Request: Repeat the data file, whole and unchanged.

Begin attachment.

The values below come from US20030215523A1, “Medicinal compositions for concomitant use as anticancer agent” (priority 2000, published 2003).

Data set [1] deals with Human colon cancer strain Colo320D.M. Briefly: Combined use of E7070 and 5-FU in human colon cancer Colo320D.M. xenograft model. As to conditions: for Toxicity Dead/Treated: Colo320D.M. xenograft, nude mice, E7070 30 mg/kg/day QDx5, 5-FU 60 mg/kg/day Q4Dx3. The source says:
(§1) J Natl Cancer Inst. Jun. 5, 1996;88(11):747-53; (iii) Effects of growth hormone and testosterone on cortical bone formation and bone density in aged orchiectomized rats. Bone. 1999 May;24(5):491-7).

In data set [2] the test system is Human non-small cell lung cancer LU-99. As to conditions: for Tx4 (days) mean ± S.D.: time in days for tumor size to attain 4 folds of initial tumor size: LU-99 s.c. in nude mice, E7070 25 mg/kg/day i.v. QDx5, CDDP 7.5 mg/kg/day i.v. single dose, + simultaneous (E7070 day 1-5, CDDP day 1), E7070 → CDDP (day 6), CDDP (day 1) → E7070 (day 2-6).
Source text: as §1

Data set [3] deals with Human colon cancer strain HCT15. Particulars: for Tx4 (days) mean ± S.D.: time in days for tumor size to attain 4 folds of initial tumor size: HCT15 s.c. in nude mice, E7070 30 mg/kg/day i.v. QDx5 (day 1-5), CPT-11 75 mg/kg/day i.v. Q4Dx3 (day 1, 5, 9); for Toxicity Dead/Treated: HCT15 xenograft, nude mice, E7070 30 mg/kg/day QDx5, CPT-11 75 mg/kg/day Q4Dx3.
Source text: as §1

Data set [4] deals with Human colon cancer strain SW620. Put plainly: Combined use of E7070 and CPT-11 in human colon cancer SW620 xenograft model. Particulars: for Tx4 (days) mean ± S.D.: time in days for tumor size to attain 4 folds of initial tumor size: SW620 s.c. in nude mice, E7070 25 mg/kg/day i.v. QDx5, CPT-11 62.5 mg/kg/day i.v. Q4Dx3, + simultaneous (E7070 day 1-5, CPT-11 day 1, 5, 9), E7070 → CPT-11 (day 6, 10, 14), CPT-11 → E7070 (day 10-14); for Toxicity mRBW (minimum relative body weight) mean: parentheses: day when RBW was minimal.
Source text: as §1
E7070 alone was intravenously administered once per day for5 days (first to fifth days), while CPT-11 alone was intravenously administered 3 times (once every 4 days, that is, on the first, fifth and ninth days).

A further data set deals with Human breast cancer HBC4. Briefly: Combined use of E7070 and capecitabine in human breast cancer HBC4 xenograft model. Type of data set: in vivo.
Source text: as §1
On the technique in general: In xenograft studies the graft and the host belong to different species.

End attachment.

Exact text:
The values below come from US20030215523A1, “Medicinal compositions for concomitant use as anticancer agent” (priority 2000, published 2003).

Data set [1] deals with Human colon cancer strain Colo320D.M. Briefly: Combined use of E7070 and 5-FU in human colon cancer Colo320D.M. xenograft model. As to conditions: for Toxicity Dead/Treated: Colo320D.M. xenograft, nude mice, E7070 30 mg/kg/day QDx5, 5-FU 60 mg/kg/day Q4Dx3. The source says:
(§1) J Natl Cancer Inst. Jun. 5, 1996;88(11):747-53; (iii) Effects of growth hormone and testosterone on cortical bone formation and bone density in aged orchiectomized rats. Bone. 1999 May;24(5):491-7).

In data set [2] the test system is Human non-small cell lung cancer LU-99. As to conditions: for Tx4 (days) mean ± S.D.: time in days for tumor size to attain 4 folds of initial tumor size: LU-99 s.c. in nude mice, E7070 25 mg/kg/day i.v. QDx5, CDDP 7.5 mg/kg/day i.v. single dose, + simultaneous (E7070 day 1-5, CDDP day 1), E7070 → CDDP (day 6), CDDP (day 1) → E7070 (day 2-6).
Source text: as §1

Data set [3] deals with Human colon cancer strain HCT15. Particulars: for Tx4 (days) mean ± S.D.: time in days for tumor size to attain 4 folds of initial tumor size: HCT15 s.c. in nude mice, E7070 30 mg/kg/day i.v. QDx5 (day 1-5), CPT-11 75 mg/kg/day i.v. Q4Dx3 (day 1, 5, 9); for Toxicity Dead/Treated: HCT15 xenograft, nude mice, E7070 30 mg/kg/day QDx5, CPT-11 75 mg/kg/day Q4Dx3.
Source text: as §1

Data set [4] deals with Human colon cancer strain SW620. Put plainly: Combined use of E7070 and CPT-11 in human colon cancer SW620 xenograft model. Particulars: for Tx4 (days) mean ± S.D.: time in days for tumor size to attain 4 folds of initial tumor size: SW620 s.c. in nude mice, E7070 25 mg/kg/day i.v. QDx5, CPT-11 62.5 mg/kg/day i.v. Q4Dx3, + simultaneous (E7070 day 1-5, CPT-11 day 1, 5, 9), E7070 → CPT-11 (day 6, 10, 14), CPT-11 → E7070 (day 10-14); for Toxicity mRBW (minimum relative body weight) mean: parentheses: day when RBW was minimal.
Source text: as §1
E7070 alone was intravenously administered once per day for5 days (first to fifth days), while CPT-11 alone was intravenously administered 3 times (once every 4 days, that is, on the first, fifth and ninth days).

A further data set deals with Human breast cancer HBC4. Briefly: Combined use of E7070 and capecitabine in human breast cancer HBC4 xenograft model. Type of data set: in vivo.
Source text: as §1
On the technique in general: In xenograft studies the graft and the host belong to different species.